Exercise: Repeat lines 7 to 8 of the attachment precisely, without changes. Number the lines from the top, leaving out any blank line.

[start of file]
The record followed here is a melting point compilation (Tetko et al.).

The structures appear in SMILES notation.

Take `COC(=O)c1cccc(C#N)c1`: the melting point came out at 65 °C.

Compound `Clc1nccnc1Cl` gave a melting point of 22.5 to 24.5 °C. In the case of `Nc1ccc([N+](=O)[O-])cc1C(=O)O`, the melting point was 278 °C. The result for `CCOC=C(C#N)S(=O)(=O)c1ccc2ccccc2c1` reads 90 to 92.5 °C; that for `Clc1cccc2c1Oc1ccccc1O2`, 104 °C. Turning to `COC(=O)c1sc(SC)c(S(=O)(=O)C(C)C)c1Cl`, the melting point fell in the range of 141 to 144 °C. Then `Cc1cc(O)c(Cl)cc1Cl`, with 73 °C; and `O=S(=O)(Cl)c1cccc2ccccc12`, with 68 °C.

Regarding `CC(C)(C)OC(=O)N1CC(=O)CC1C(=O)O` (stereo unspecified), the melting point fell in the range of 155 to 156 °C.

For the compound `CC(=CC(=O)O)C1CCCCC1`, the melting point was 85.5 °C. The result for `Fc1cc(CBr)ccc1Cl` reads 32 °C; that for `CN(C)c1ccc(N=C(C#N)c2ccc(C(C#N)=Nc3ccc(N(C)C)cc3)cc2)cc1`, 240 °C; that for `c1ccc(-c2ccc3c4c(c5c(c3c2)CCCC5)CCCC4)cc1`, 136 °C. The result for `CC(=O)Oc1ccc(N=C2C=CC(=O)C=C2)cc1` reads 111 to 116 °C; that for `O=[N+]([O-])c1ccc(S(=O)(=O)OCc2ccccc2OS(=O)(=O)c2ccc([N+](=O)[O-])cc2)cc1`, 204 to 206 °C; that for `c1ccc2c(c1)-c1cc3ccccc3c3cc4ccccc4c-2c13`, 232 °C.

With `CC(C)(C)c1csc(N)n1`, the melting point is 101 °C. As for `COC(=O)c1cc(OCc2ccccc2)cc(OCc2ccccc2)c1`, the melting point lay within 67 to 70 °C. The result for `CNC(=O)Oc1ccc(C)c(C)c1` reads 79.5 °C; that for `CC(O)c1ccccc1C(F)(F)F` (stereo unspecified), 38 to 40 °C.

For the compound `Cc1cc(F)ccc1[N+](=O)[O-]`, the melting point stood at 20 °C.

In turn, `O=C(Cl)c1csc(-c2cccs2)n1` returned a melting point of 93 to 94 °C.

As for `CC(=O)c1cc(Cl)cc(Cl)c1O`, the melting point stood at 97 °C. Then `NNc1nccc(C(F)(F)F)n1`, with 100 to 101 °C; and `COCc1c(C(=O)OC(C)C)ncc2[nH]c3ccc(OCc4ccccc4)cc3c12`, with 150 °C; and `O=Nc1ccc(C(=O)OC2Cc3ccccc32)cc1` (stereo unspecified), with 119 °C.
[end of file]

With `CC(C)(C)c1csc(N)n1`, the melting point is 101 °C. As for `COC(=O)c1cc(OCc2ccccc2)cc(OCc2ccccc2)c1`, the melting point lay within 67 to 70 °C. The result for `CNC(=O)Oc1ccc(C)c(C)c1` reads 79.5 °C; that for `CC(O)c1ccccc1C(F)(F)F` (stereo unspecified), 38 to 40 °C.

For the compound `Cc1cc(F)ccc1[N+](=O)[O-]`, the melting point stood at 20 °C.